The economic position of the industry was strong and that of the industry in the County so strong as to look almost unassailable. The county could provide a large quantity annually of coals of different sorts and classes. Its gas coals were in strong demand in gas works both locally and nationally. The London gas companies maintained a shuttle service of ships taking gas coal from the region's ports to the Thames. Its steam coals were in strong demand locally, across the North Sea in Western Europe, and for bunker purposes all over the world. Its coking coals, particularly the coking coal of the thin but rewarding Victoria Seam in South West Durham, were rated to be the best in Western Europe. A growing population in the North East served to sustain an expanding market for its household coals.

     In so far as its coals were bought by heavy industry, e.g. the iron and steel and shipbuilding industries, or taken up for bunker purposes by the shipping fleets of the world, its activity was one of course affected by the cyclical variation of the demand originating in these ways and it was one of the stock beliefs of the trade that the prices of coals in export markets tended to be more variable than the prices of other coals, e.g. gas coals. For this however there was, as yet, no diagnosis, let alone suggestions for a remedy, for which there was general acceptance and support. The alternation of slump with boom had to be accepted as part of the facts of national economic life. In the period up to 1914 however these alternations had worked out their course along an ascending growth path, both nationally and regionally. The tonnage figures of a slump of the later years could be above the tonnage figures of a boom belonging to the earlier years, if two cycles far enough apart were taken. It was an unsteady, or perhaps, better, oscillating progress along the time-path of the industry. The cycle had thus its brighter  as well as its darker and more damaging features. Unfortunately the greater degree of damage might be likely to be done to those members of the community who work with short horizons of time rather than long : a wage earner paid weekly or fortnightly may well be more vulnerable than a man paid monthly or quarterly. The reason is not far to seek. Slumps inevitably brought with them an increase in unemployment, low or non-existent pay packets, and therefore the pinch of harder times for miners and their families. The weekly sum which the D.M.A. could provide to its unemployed members was small and did not go far : in the absence of National Unemployment Insurance Benefit provision a miner's family would be thrown back on its savings and such credit as the local shops, notably, perhaps, the local Co-operative Society, could provide. But miners do not as a rule, or did not then, save much and a month can be a long time for a family which is without a regular wage packet or other dependable source of income. All the same it is fair comment that even in the slumps the hope of economic revival could be genuinely and sincerely nourished. It is in that respect, if no other - though there are indeed many others - that that day differs so very markedly from today.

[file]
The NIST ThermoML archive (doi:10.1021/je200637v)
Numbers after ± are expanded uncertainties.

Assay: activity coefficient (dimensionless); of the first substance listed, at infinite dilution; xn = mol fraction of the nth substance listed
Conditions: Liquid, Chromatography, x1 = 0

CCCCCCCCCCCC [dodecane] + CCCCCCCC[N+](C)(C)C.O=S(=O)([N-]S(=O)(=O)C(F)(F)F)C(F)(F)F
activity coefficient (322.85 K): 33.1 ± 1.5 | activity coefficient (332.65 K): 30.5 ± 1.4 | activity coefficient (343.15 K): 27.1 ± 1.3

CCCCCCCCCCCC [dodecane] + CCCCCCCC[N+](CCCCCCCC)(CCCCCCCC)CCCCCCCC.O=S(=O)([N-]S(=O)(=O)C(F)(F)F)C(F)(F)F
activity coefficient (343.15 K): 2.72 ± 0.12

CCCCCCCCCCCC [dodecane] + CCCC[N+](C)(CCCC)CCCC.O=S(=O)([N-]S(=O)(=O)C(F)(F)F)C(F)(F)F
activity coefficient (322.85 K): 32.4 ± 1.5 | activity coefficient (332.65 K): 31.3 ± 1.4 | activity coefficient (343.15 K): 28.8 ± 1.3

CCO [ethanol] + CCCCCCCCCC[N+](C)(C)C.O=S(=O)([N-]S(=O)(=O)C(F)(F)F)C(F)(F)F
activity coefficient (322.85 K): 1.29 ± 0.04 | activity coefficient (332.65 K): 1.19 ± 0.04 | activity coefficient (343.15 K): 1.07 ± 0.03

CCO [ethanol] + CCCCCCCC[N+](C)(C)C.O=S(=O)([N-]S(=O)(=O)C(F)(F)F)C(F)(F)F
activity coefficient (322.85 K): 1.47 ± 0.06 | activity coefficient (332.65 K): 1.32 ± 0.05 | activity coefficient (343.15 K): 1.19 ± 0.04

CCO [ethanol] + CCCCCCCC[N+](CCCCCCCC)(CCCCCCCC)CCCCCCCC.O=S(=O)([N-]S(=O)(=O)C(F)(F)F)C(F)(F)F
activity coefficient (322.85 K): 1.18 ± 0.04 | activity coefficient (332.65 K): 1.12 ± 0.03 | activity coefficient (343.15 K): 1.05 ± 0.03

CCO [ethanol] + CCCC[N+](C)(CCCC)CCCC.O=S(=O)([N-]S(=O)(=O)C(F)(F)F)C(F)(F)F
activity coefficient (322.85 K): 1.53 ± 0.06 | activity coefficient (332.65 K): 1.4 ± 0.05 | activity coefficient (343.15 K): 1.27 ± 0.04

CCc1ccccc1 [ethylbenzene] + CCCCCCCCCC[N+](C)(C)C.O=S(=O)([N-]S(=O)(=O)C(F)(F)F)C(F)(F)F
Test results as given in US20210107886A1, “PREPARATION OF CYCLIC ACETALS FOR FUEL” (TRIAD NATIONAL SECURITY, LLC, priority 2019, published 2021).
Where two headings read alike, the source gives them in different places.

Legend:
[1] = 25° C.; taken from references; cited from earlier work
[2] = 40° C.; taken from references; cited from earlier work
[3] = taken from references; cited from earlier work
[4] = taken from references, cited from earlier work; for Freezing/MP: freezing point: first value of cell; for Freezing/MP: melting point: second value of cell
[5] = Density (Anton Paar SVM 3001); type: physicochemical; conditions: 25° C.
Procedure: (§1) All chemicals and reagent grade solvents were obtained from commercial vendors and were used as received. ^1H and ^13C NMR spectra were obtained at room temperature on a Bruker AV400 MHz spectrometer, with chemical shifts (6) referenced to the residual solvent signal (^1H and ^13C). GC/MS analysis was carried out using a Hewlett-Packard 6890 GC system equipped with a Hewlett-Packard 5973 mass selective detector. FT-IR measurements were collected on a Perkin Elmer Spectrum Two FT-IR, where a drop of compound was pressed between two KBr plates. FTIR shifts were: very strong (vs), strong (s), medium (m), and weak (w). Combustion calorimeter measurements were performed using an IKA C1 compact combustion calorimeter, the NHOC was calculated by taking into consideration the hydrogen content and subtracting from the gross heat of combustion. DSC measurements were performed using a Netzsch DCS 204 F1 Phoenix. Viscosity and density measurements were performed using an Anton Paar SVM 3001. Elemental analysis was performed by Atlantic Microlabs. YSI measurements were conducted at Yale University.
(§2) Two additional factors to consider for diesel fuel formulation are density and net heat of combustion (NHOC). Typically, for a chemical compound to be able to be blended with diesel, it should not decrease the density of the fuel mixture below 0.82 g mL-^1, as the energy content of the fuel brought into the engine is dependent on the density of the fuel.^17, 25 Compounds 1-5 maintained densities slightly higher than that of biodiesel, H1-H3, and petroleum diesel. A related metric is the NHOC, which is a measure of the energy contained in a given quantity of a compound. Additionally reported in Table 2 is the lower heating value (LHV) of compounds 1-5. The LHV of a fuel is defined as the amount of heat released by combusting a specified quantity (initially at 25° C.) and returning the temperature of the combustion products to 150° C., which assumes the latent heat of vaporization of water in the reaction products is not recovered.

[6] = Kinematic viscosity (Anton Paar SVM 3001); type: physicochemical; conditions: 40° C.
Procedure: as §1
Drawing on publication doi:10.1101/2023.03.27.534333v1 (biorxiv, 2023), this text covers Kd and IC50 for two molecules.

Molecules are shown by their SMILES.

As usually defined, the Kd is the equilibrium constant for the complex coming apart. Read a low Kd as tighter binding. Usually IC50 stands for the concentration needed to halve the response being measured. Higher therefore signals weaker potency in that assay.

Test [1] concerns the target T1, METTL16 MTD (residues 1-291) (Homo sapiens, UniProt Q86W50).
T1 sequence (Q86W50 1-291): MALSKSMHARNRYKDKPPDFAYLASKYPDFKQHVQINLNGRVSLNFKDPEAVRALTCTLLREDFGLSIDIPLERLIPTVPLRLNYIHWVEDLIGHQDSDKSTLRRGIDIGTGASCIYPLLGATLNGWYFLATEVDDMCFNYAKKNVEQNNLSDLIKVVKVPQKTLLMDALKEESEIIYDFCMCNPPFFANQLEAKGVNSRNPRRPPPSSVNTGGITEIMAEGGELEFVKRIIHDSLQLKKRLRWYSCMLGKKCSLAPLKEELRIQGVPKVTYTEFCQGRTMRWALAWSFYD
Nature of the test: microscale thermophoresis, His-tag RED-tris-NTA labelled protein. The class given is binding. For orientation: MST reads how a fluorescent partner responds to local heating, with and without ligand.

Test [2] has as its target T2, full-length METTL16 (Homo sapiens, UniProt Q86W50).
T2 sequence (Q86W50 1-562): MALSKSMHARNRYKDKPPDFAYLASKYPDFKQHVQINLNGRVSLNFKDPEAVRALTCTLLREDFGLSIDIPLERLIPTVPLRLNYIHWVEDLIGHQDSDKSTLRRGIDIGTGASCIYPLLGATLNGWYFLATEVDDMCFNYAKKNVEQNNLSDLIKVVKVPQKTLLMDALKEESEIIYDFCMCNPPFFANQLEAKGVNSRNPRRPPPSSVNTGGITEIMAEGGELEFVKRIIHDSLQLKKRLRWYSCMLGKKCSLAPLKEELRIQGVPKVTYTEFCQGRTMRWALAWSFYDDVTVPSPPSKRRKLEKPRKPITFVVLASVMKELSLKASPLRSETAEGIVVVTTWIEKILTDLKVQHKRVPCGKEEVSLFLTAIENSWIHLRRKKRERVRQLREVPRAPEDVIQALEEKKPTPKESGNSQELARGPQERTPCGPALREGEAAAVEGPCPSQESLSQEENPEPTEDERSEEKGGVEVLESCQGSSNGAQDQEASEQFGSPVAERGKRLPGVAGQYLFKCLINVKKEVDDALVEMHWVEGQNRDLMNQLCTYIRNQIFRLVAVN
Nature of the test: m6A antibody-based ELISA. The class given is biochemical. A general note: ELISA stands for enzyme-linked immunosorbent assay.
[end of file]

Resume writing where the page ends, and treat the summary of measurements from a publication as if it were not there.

During the first World War two lines of development stand out which are important because they provide a link with developments on which comment has already been made and developments yet to come. Because of its key importance to the working of the national economy in wartime the industry eventually passed under Government control : exhortations to maintain output in the national interest became a common-place. These are circumstances which will not be explored further. The two developments which it is perhaps important to single out for special comment are :-


The growing dissatisfaction in various parts of the Durham coalfield with the existing basis for wages and a growing demand for a reform of the wage system, which would include, in particular, the establishment of a 'living' minimum wage.


The emergence of an even more sharply expressed conflict of opinion between those who, on the whole, tended to be satisfied with a continuation of Burt/Wilson and those who, like Mr. Gilliland, appear to have desired a strong and open advocacy of Socialism.

     The first sensitive issue came to a head during 1916 when increased rates were successfully negotiated but an underlying restiveness persisted at what was thought to be the undesirably low minimum rates. The second came to a head, indeed exploded, when Mr. Cann tackled Mr. Gilliland on the justification for certain allegations he was said to have made against the more moderate members of the D.M.A. leadership. Mr. Cann moved, in a memorandum, from his questions to Mr. Gilliland, without a break, to a vigorous polemical assault on the Independent Labour Party. We may perhaps read two things from these events. First, that a spirit of dissatisfaction is gathering strength which could develop into a full scale attack upon the whole principle of basing wages on the determinations of a Conciliation Board which had been set up as long ago as 1895. Second, the members of the Association are indicating firmly where they stand on the issue of Burt/Wilson or Socialism and it is becoming increasingly clear that there is a growing weight of support for Socialism.